Photo: Kraken

Canada backs Kraken AUV residency project

Kraken Robotics has secured $2.9 million from the National Research Council of Canada’s Industrial Research Assistance Program (NRC-IRAP).

The Canadian company will receive the funding over a 26-month project period.

Specifically, Kraken will use it to support the development of its seabed resident ThunderFish XL autonomous underwater vehicle.

Building from the previous development efforts of the ThunderFish Alpha AUV, the ThunderFish XL AUV will be larger and with an increased depth rating, have a larger payload capacity and have longer mission endurance.

Most importantly, the ThunderFish XL will have key capabilities that are lacking with similar underwater vehicles in the industry today.

These include: 1) the ability to transition from high-speed survey mode to “zero” speed hovering mode in-mission; 2) through-the sensor acoustic, laser and optical target detection, image recognition and inspection; and, 3) using onboard sensors to improve vehicle navigational accuracy.

ThunderFish XL will be depth rated to 6,000 metres and carry an array of sensors and custom payload modules.

These include Kraken’s AquaPix Synthetic Aperture Sonar, SeaVision 3D laser profiler, SeaThrust rim-driven thrusters and also SeaPower pressure tolerant batteries.

All of these will also be integrated with advanced artificial intelligence algorithms onboard the vehicle.

In addition, the modular design will allow for rapid sensor reconfiguration and battery replacement.

Finally, Kraken will develop a conceptual design for a robust and autonomous multi-modal docking solution allowing TFXL to function as a seabed resident AUV that can run a wide variety of missions from its underwater docking station.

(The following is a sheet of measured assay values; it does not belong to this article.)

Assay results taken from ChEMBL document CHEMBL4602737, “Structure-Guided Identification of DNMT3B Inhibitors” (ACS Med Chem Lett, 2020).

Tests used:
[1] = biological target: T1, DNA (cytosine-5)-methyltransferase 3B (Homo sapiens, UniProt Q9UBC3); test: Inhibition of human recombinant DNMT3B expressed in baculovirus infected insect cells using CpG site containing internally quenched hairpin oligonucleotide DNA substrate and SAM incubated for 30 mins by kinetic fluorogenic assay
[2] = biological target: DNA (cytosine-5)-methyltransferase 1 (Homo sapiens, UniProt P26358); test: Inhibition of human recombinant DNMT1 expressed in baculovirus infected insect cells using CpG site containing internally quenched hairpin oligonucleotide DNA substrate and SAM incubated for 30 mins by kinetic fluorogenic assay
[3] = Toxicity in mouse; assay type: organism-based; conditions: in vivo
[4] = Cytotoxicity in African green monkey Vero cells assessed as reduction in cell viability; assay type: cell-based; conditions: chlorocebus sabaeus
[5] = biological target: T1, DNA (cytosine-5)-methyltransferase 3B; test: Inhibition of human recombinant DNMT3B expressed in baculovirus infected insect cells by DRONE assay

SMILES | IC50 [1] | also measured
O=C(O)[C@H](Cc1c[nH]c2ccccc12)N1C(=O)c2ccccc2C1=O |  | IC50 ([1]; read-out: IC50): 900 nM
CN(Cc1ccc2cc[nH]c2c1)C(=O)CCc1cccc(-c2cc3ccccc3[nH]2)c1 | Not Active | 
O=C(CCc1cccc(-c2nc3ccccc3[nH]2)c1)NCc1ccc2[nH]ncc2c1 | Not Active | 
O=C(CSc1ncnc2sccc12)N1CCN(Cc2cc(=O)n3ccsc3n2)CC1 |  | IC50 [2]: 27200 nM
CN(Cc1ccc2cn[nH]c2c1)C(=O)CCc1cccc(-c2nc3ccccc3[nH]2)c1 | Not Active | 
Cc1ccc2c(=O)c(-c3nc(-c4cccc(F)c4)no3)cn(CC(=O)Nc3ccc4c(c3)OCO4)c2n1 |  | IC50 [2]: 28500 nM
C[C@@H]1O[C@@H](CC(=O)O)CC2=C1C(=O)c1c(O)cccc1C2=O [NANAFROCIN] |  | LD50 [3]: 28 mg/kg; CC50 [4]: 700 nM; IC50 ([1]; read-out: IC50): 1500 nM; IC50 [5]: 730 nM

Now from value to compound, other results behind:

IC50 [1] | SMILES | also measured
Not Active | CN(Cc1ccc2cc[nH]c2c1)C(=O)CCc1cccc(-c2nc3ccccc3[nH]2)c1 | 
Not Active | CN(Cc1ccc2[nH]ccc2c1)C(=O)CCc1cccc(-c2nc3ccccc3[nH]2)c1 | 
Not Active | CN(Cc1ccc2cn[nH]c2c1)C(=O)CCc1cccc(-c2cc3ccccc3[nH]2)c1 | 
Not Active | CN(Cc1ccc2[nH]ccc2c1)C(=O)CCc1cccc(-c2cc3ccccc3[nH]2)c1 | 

It should be noted that the ThunderFish XL is significantly different from the more common “long endurance” AUVs that are prevalent today, Kraken said.

Notable differences include:

  • A much longer period of time in water;
  • Period of deployment involves multiple missions;
  • Vehicle can completely shut down between missions;
  • Typically utilizes a subsea docking structure for safety; and
  • Typically involves charging and/or data download/communications while at dock.

Karl Kenny, Kraken’s president and CEO said:

“The National Research Council of Canada Industrial Research Assistance Program (NRC-IRAP) has been an invaluable partner to Kraken for many years.

“We sincerely appreciate their commitment to help us further develop our ThunderFish XL AUV.

“AUVs have evolved from an emerging, niche technology to a viable solution and an established part of underwater operations in both military and commercial applications.

“By combining our advanced sensor technologies with cutting edge artificial intelligence algorithms, it is our objective to deliver a cost-effective AUV solution that is truly autonomous as opposed to being simply automated.

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